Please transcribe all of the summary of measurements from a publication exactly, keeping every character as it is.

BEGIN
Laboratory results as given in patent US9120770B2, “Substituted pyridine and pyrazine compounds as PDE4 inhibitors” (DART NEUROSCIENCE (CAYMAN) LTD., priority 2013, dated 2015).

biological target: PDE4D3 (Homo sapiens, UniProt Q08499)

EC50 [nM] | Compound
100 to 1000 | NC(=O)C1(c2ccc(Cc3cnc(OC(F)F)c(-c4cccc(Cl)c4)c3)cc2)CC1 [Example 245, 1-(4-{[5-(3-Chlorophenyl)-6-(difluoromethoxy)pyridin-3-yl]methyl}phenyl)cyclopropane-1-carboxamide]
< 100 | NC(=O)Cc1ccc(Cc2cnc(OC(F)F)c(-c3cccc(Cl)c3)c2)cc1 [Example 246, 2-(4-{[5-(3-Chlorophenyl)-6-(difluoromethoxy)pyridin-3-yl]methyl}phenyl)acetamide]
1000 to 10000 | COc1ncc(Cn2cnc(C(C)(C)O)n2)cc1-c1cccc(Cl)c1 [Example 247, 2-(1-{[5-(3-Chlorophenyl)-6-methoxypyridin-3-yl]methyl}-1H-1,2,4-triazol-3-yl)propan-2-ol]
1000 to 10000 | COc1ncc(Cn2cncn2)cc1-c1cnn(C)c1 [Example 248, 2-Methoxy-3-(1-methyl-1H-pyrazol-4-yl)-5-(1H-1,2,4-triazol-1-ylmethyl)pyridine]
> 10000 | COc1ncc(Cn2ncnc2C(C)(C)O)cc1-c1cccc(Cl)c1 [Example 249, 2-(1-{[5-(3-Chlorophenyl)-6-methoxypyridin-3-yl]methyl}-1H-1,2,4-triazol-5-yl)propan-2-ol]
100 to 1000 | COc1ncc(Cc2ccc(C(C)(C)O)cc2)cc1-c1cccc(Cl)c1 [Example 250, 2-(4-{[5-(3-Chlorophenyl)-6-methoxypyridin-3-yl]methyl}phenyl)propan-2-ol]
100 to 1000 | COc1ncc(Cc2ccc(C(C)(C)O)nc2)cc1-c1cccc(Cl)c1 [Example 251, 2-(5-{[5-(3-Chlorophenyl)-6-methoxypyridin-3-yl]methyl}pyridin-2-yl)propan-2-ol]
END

Laboratory results as given in patent US9120770B2, “Substituted pyridine and pyrazine compounds as PDE4 inhibitors” (DART NEUROSCIENCE (CAYMAN) LTD., priority 2013, dated 2015).

biological target: PDE4D3 (Homo sapiens, UniProt Q08499)

EC50 [nM] | Compound
100 to 1000 | NC(=O)C1(c2ccc(Cc3cnc(OC(F)F)c(-c4cccc(Cl)c4)c3)cc2)CC1 [Example 245, 1-(4-{[5-(3-Chlorophenyl)-6-(difluoromethoxy)pyridin-3-yl]methyl}phenyl)cyclopropane-1-carboxamide]
< 100 | NC(=O)Cc1ccc(Cc2cnc(OC(F)F)c(-c3cccc(Cl)c3)c2)cc1 [Example 246, 2-(4-{[5-(3-Chlorophenyl)-6-(difluoromethoxy)pyridin-3-yl]methyl}phenyl)acetamide]
1000 to 10000 | COc1ncc(Cn2cnc(C(C)(C)O)n2)cc1-c1cccc(Cl)c1 [Example 247, 2-(1-{[5-(3-Chlorophenyl)-6-methoxypyridin-3-yl]methyl}-1H-1,2,4-triazol-3-yl)propan-2-ol]
1000 to 10000 | COc1ncc(Cn2cncn2)cc1-c1cnn(C)c1 [Example 248, 2-Methoxy-3-(1-methyl-1H-pyrazol-4-yl)-5-(1H-1,2,4-triazol-1-ylmethyl)pyridine]
> 10000 | COc1ncc(Cn2ncnc2C(C)(C)O)cc1-c1cccc(Cl)c1 [Example 249, 2-(1-{[5-(3-Chlorophenyl)-6-methoxypyridin-3-yl]methyl}-1H-1,2,4-triazol-5-yl)propan-2-ol]
100 to 1000 | COc1ncc(Cc2ccc(C(C)(C)O)cc2)cc1-c1cccc(Cl)c1 [Example 250, 2-(4-{[5-(3-Chlorophenyl)-6-methoxypyridin-3-yl]methyl}phenyl)propan-2-ol]
100 to 1000 | COc1ncc(Cc2ccc(C(C)(C)O)nc2)cc1-c1cccc(Cl)c1 [Example 251, 2-(5-{[5-(3-Chlorophenyl)-6-methoxypyridin-3-yl]methyl}pyridin-2-yl)propan-2-ol]